Banquo A loyal and honourable Scottish nobleman. He is alsoan impressive warrior in athe army. He serves in some ways as a foil to Macbeth, as hemakes the right choices when confronted by thewitches. He sees the potential for evil and is suspiciousof their powers. Banquo moves from friend to victim in the play, asMacbeth fears that Banquo will betray him and revealthe truth. Banquo’s ghost returns to haunt Macbeth, as areminded that his children will be the rightfulmonarchs.
Duncan and Malcolm Duncan is the King of Scotland and the first ofMacbeth’s victims. He is noble, well-respectedand appreciative of loyalty. He is trusting andhonourable, which represents a contrast toMacbeth. He shows us the goodness thatMacbeth destroys. Malcolm is Duncan’s elder son, named at thestart of the play as his successor. He also valuesbravery and loyalty, but knows it is possible to betoo trusting. Malcolm flees to England andbecomes a shrewd leader. He is restored as therightful king.
Macduff and his family Macduff suspects Macbeth early on. He is shrewdand honourable, as well as being patriotic. He is acaring husband and father, and it is the deaths ofhis family that motivate him to destroy Macbeth’sreign. He is a key part of the Witches’ propheciesand ultimately kills Macbeth. The family appear only in one scene, but they aresympathetic characters. They link to the idea ofMacbeth being a ‘butcher’ as they are shown tobe truly innocent. They represent the deaths ofmany other children and women that are onlybriefly mentioned in the play.
The Witches They are seen as the physical embodiment of evilin the play, representing temptation. Their language is full of spite, violence andreferences to destruction and mutilation. The Witches never lie, but they speak in puzzlingriddles (equivocation), and for Macbeth, he hearsonly what he wants to hear. They represent uncertainty about thesupernatural world – we never know whetherthey have real power or if they are onlypersuading others to believe what they say.
Scrooge The protagonist. Victorians saw him as the villain of thepiece. Presented as grotesque, so a character who blends comedyand horror. We see this in his rudeness to Fred in Stave I In the description of his physical appearance, emphasis isplaced on the linking of his personality to the weather(pathetic fallacy). Scrooge represents many of the behaviours that Dickenscriticises. His transformation comes by facing the truth of the choiceshe has made and the impact of his behaviour on others, aswell as the consequences of his actions. His changerepresents a hope for the reader from the narrator. Modern readers may link his memories from childhood topsychological issues that could cause his antisocialbehaviour.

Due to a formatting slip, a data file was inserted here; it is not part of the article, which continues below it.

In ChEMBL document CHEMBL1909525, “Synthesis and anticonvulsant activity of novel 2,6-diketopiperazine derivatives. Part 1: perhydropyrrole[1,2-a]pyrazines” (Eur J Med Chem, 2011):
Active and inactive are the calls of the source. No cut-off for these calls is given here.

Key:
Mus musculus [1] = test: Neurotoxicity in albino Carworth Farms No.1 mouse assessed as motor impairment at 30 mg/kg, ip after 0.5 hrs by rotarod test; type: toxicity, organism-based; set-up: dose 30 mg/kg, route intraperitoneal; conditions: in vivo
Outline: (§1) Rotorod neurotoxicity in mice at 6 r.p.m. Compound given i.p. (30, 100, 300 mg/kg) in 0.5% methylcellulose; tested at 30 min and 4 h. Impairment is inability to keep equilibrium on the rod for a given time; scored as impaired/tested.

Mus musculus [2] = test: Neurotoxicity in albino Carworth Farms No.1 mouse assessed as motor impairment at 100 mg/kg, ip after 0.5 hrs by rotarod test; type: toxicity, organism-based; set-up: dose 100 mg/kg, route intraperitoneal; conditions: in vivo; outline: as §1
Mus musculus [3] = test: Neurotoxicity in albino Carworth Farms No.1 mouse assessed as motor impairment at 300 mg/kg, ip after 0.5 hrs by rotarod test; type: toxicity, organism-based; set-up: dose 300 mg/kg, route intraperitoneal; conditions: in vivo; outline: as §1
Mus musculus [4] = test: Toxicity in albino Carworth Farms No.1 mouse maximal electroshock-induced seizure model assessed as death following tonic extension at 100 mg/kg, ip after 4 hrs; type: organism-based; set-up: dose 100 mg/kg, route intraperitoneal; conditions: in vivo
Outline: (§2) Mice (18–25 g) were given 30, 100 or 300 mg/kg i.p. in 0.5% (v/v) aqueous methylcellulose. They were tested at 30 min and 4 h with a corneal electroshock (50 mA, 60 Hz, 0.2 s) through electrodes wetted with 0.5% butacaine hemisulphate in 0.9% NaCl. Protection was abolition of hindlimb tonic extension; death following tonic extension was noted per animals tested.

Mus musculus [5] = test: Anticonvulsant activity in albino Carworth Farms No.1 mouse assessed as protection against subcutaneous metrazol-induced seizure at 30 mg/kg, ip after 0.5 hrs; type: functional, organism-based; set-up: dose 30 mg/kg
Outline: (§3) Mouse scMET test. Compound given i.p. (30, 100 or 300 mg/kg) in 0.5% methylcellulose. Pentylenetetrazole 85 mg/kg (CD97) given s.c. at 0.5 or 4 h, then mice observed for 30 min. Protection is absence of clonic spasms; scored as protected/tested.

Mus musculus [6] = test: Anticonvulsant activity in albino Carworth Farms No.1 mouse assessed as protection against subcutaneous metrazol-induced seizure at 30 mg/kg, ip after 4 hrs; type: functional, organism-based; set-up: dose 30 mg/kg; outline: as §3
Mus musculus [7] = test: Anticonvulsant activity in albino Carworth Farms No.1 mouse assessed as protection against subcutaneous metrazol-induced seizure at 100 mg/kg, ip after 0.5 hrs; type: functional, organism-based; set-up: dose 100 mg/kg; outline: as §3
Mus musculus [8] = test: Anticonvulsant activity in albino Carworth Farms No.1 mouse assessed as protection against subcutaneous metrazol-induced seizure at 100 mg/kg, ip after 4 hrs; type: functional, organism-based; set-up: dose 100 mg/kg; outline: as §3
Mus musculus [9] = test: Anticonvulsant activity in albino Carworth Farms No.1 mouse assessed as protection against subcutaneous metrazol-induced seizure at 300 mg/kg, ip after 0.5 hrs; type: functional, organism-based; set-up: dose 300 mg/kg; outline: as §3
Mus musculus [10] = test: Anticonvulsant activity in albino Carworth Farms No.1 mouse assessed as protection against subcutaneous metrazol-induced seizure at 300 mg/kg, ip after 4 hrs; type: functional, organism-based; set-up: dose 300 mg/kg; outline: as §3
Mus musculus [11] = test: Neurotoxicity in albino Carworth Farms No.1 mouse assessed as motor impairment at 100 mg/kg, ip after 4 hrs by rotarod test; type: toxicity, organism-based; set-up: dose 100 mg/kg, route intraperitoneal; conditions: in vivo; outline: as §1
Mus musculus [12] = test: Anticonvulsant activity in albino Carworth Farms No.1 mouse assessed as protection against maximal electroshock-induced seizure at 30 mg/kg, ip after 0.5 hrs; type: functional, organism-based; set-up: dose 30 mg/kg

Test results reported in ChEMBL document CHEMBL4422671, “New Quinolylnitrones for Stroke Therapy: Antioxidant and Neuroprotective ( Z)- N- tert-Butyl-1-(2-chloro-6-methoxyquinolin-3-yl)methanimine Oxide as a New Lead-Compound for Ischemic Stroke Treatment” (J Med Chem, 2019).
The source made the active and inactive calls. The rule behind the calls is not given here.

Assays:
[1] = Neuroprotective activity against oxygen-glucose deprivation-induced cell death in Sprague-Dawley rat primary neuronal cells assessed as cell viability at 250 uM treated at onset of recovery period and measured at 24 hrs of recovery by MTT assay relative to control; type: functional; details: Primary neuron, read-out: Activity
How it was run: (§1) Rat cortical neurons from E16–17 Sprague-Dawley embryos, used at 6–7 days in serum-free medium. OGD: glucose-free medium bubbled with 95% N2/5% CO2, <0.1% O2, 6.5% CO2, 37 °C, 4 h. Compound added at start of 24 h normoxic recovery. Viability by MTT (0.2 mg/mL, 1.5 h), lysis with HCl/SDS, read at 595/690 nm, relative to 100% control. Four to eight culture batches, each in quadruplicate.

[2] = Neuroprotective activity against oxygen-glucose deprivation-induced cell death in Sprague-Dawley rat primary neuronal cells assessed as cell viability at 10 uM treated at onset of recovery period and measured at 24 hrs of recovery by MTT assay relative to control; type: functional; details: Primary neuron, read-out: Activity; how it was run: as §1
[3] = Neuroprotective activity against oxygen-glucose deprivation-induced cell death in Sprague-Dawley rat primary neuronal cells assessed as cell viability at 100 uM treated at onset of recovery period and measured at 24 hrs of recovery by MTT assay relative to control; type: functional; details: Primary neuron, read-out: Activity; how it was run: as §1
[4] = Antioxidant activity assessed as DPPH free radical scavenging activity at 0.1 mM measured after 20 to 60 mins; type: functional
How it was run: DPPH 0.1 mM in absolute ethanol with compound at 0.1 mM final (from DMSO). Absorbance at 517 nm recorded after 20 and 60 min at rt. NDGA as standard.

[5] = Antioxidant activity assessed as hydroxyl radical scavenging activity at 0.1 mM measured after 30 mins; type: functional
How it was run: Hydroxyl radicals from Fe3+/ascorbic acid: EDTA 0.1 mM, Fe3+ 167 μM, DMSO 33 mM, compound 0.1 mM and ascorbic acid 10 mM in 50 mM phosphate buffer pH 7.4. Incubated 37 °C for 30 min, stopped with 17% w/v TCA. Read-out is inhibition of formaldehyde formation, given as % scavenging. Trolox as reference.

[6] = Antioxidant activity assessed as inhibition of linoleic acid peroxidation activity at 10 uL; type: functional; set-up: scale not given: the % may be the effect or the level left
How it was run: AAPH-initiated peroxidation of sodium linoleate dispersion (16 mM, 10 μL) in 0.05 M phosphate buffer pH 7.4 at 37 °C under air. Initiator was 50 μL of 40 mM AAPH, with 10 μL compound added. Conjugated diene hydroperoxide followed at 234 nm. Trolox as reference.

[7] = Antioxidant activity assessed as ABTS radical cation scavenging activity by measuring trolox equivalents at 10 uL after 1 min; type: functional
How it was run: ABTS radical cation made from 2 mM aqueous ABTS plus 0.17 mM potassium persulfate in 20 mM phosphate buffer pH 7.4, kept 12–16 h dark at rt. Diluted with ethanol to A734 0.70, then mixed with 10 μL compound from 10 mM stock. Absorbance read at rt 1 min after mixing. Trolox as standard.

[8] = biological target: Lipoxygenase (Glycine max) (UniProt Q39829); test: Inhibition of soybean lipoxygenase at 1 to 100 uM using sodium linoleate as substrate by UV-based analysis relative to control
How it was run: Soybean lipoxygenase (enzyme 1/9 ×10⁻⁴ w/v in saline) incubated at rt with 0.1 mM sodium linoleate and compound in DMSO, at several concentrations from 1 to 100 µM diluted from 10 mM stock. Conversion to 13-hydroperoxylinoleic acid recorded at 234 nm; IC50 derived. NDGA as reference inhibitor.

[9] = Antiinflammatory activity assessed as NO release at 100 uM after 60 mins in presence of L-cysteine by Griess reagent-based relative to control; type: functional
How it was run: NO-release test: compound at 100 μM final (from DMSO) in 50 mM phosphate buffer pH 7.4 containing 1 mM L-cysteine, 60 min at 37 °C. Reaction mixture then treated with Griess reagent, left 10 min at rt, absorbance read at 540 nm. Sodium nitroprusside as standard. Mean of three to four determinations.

Marley First character mentioned in the novel, but only appearsin Stave I. He died seven years earlier, and wasScrooge’s business partner and only ‘friend’. He is now a soul in torment because he loved moneyand ignored the needs of others. His appearance isgruesome and fearful. The heavy chains, with cashboxes, padlocks and so on,represent the greed he practised in life. He is different from a traditional Victorian ghost as hispurpose is not terrorise, but instead to try and helpScrooge and save him from the misery he has suffered. He is shown to be selfless in death.
The Three Ghosts of Christmas Christmas Past – appearance resembles somebiblical descriptions of Jesus, so shows theghosts can be good. There are other Christiansymbols such as white clothes and holly. Healso represents the stages of Scrooge’s lifefrom youth to old age. The light coming fromhis head could symbolise understanding andinsight, so when the cap is put on by Scrooge itcould show Scrooge’s unwillingness to thinkabout his choices in the past.
The Three Ghosts of Christmas Christmas Present – traditional personificationof Christmas, as a father figure dressed ingreen. Sits in the middle of seasonal food anddrink and then takes Scrooge to differentcelebrations. He sprinkles water to makepeople’s Christmases happier. He is linked tothe child figures of ‘Want’ and ‘Ignorance’,who Scrooge pities and wishes were helped,but naively realises that he did not help thosein need himself.
The Three Ghosts of Christmas Christmas Yet to Come – this ghost is silent,dressed like the Grim Reaper or the Angel ofDeath. Through him, Scrooge is shown amystery that the reader works out before thecharacter, that Scrooge has died and nobodycares. Scrooge learns that he must beg for theopportunity to change his life and his future.
Bob Cratchit For Victorian reader, he would have been the mostimportant character, as he is a perfect, hard-workingemployee, a loving father and husband who is contentwith his lot. He is noble, uncomplaining and loyal toScrooge, despite Scrooge's treatment of him. Modern reader might see him more as Scrooge’svictim, powerless to demand change in a society wherethe only other option is the workhouse or prison. The Cratchit family might evoke pity in the readersbecause they are grateful for so little but enjoy life andtheir family connection.